Boots. A fairly bland name for a pretty interesting artist, who has been a silent but effective force in the music industry in the last couple of years. He started his descent onto the music scene with his extensive contributions to Beyoncé’s eponymous 2013 studio album, and has since released some solo material in the form of one mixtape and one EP. Having established himself as a formidable producer, he spread his roots further, spawning a collaboration with Run The Jewels and recently producing the latest EP by FKA Twigs. Now, he brings his first studio album to the table – Aquaria.
The album begins with Brooklyn Gamma, wherein Boots’ frantic, sing-song style of rapping is backed by skittering drum beats and fractured electronic utterances. The track builds to a forceful climax where Boots’ refrain of “Light up the sky” fits in nicely. C.U.R.E effectively showcases Boots’ ability as a producer and beat-maker, and this track’s minimalistic, clinical beat wouldn’t feel out of place on an LP by Run The Jewels. Although these first couple of tracks are interesting to say the least, they already begin to highlight some of the more regrettable features of Boots’ style. For one thing, Boots’ vocals come off as quite strange and grating. Oftentimes, it seems he can’t seem to decide if he wants to sing or rap. Although there are quite a few artists who utilise both vocal techniques very well, Boots’ persistent sitting on the fence is somewhat strange, and the moments where he fully commits to one or the other are far more compelling.
One of these moments is in the dark, near-apocalyptic atmosphere of Oraclies. Ominous, dreary acoustic guitars and sombre singing give way to a driving bassline and hard-hitting beats. Given Boots’ excellent use of melody and great production here, it’s not hard to imagine how much he may have contributed to Beyoncé’s fifth LP. I Run Roulette is another track on the finer end of this album’s spectrum, but suffers from the same lack of melody which plagues many of the LP’s songs. That being said, it does manage to culminate in an interesting anti-solo reminiscent of the more experimental work of Blur or Radiohead.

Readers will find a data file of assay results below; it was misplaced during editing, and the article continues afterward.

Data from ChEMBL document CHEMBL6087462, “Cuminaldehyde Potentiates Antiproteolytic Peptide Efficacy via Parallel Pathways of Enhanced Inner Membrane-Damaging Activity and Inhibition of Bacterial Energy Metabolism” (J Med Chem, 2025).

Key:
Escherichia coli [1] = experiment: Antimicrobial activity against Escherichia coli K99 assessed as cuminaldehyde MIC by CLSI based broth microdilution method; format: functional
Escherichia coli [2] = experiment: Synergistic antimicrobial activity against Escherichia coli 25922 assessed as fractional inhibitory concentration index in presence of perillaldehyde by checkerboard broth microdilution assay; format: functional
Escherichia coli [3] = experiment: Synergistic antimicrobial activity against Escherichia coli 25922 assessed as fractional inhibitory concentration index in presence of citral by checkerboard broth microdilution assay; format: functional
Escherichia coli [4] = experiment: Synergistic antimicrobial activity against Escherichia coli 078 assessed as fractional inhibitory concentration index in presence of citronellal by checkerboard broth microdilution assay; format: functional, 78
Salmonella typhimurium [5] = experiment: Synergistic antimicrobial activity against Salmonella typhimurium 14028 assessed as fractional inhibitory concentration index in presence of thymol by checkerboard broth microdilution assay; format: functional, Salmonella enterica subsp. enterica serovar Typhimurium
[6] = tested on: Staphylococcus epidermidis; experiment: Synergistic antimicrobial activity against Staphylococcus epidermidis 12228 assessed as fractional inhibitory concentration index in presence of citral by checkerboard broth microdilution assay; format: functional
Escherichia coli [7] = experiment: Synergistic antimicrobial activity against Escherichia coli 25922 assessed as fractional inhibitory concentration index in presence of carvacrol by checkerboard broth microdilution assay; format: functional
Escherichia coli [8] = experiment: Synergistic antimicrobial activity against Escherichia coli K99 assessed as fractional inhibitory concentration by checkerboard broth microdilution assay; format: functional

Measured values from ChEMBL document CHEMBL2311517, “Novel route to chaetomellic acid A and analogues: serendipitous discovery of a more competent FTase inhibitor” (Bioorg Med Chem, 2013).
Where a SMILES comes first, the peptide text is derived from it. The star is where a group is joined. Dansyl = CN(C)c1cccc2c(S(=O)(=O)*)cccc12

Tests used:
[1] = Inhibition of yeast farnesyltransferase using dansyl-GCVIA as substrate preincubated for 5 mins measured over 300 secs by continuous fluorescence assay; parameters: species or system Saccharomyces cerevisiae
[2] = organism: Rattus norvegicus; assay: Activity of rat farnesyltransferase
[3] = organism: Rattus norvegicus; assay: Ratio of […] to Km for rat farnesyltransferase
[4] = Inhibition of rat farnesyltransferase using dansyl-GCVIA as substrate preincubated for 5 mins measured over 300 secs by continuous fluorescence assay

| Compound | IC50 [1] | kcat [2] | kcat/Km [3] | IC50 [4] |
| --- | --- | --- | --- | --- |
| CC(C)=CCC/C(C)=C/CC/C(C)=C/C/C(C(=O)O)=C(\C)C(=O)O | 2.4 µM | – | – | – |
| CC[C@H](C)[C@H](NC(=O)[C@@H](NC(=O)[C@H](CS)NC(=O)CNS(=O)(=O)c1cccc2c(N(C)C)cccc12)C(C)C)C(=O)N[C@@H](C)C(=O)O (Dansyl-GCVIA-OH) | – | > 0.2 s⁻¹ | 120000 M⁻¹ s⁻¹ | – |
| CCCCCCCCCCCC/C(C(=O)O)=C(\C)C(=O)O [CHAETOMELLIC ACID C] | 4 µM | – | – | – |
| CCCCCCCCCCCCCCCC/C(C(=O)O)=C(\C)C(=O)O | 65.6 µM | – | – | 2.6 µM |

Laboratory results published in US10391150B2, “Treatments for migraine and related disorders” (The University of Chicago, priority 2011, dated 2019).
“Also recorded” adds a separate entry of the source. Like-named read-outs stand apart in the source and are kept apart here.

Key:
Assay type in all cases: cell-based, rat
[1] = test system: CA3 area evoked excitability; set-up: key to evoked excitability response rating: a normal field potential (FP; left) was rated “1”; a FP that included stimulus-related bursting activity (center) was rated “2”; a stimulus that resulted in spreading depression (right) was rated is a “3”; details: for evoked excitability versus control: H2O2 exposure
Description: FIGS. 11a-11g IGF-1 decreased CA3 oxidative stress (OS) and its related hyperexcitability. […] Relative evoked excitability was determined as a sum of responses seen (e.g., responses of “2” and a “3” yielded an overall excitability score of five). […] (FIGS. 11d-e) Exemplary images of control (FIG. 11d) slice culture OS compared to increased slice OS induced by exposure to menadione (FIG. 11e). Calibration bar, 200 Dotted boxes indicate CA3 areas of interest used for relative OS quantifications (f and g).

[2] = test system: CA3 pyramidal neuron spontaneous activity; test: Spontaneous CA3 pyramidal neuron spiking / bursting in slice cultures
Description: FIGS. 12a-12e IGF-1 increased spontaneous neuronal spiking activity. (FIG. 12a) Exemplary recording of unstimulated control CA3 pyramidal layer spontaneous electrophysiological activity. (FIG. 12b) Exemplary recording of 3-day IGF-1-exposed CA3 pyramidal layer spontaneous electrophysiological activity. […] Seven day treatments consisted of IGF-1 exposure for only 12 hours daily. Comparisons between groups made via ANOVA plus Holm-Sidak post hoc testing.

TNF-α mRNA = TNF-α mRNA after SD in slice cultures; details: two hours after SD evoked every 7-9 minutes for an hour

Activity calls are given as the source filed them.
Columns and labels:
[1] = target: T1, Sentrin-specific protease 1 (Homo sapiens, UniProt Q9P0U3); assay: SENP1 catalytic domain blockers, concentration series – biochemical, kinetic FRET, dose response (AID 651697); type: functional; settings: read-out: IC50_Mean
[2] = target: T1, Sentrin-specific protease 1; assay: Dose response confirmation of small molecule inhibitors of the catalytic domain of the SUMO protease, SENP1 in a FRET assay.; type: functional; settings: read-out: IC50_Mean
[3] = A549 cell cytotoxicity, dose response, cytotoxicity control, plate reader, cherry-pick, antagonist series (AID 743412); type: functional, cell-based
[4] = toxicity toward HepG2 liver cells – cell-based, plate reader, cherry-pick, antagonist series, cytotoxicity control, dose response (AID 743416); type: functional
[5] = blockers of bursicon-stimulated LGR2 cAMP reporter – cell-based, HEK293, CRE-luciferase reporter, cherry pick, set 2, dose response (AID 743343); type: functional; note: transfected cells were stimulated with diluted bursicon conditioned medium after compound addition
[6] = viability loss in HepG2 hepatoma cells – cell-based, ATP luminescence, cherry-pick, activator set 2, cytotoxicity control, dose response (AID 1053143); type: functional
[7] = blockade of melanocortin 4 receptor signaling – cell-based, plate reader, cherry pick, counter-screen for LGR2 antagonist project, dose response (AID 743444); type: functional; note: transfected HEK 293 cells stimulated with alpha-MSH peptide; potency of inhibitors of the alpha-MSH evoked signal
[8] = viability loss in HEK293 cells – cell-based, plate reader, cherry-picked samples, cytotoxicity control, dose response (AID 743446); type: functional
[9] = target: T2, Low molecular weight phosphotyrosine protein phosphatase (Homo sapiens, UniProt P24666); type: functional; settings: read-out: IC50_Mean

The aforementioned unmelodic nature of this album is, unfortunately, another of its weaknesses. You’d expect a producer to know the importance of melody and to implement it effectively, yet for all his excellent production skills, Boots too often sacrifices auditory pleasantness for his own bizarre brand of sonic experimentation. It feels as though the album desperately wants to be edgy and dark, but more often seems jolting and disordered. It does frequently feel alien and unnatural, as Boots may have desired, but perhaps not in the way he intended. Rather than being some sublime and surreal cosmic force, Aquaria is, at times, more akin to the little green man from Mars: just as strange, but simply not as compelling or interesting. Indeed, the best songs on the album are those in which Boots allows himself to embrace melody and feeling, and permits the experimentation to reinforce the atmosphere of the song – rather than become its driving force.
Yet, it seems there is hope for the quality of Boots’ future work. The album ends with the beautiful Still – a track which is, in my opinion, the best on the album. This song manages to strike the perfect balance between all the qualities Boots has seemingly been trying to achieve with Aquaria: darkness and light; ethereality and earthliness; avant-garde and melody. If Boots can maintain this balance with future releases, hone his ability to write some good songs and perhaps work on his lyrics a little, this inchoate work could be the start of a great career.